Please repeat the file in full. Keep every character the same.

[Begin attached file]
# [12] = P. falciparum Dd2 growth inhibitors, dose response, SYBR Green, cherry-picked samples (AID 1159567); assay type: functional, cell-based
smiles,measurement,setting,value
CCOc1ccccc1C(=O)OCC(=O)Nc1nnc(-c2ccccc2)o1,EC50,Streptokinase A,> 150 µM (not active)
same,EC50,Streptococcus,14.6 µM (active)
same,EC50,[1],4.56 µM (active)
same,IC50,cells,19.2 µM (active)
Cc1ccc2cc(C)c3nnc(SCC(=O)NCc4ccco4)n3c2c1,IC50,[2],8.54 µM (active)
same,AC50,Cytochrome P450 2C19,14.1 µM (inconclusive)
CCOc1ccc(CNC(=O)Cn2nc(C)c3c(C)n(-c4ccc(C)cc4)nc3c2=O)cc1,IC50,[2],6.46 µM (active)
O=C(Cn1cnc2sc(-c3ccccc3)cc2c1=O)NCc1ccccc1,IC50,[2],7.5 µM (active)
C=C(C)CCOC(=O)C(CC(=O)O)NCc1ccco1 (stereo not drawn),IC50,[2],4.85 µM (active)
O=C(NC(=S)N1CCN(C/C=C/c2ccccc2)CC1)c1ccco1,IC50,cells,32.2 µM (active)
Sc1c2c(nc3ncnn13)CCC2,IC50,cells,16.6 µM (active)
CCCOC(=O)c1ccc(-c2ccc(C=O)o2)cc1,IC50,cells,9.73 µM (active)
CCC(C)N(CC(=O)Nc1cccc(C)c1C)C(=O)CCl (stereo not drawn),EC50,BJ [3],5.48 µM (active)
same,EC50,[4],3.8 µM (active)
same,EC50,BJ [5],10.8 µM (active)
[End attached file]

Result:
# [12] = P. falciparum Dd2 growth inhibitors, dose response, SYBR Green, cherry-picked samples (AID 1159567); assay type: functional, cell-based
smiles,measurement,setting,value
CCOc1ccccc1C(=O)OCC(=O)Nc1nnc(-c2ccccc2)o1,EC50,Streptokinase A,> 150 µM (not active)
same,EC50,Streptococcus,14.6 µM (active)
same,EC50,[1],4.56 µM (active)
same,IC50,cells,19.2 µM (active)
Cc1ccc2cc(C)c3nnc(SCC(=O)NCc4ccco4)n3c2c1,IC50,[2],8.54 µM (active)
same,AC50,Cytochrome P450 2C19,14.1 µM (inconclusive)
CCOc1ccc(CNC(=O)Cn2nc(C)c3c(C)n(-c4ccc(C)cc4)nc3c2=O)cc1,IC50,[2],6.46 µM (active)
O=C(Cn1cnc2sc(-c3ccccc3)cc2c1=O)NCc1ccccc1,IC50,[2],7.5 µM (active)
C=C(C)CCOC(=O)C(CC(=O)O)NCc1ccco1 (stereo not drawn),IC50,[2],4.85 µM (active)
O=C(NC(=S)N1CCN(C/C=C/c2ccccc2)CC1)c1ccco1,IC50,cells,32.2 µM (active)
Sc1c2c(nc3ncnn13)CCC2,IC50,cells,16.6 µM (active)
CCCOC(=O)c1ccc(-c2ccc(C=O)o2)cc1,IC50,cells,9.73 µM (active)
CCC(C)N(CC(=O)Nc1cccc(C)c1C)C(=O)CCl (stereo not drawn),EC50,BJ [3],5.48 µM (active)
same,EC50,[4],3.8 µM (active)
same,EC50,BJ [5],10.8 µM (active)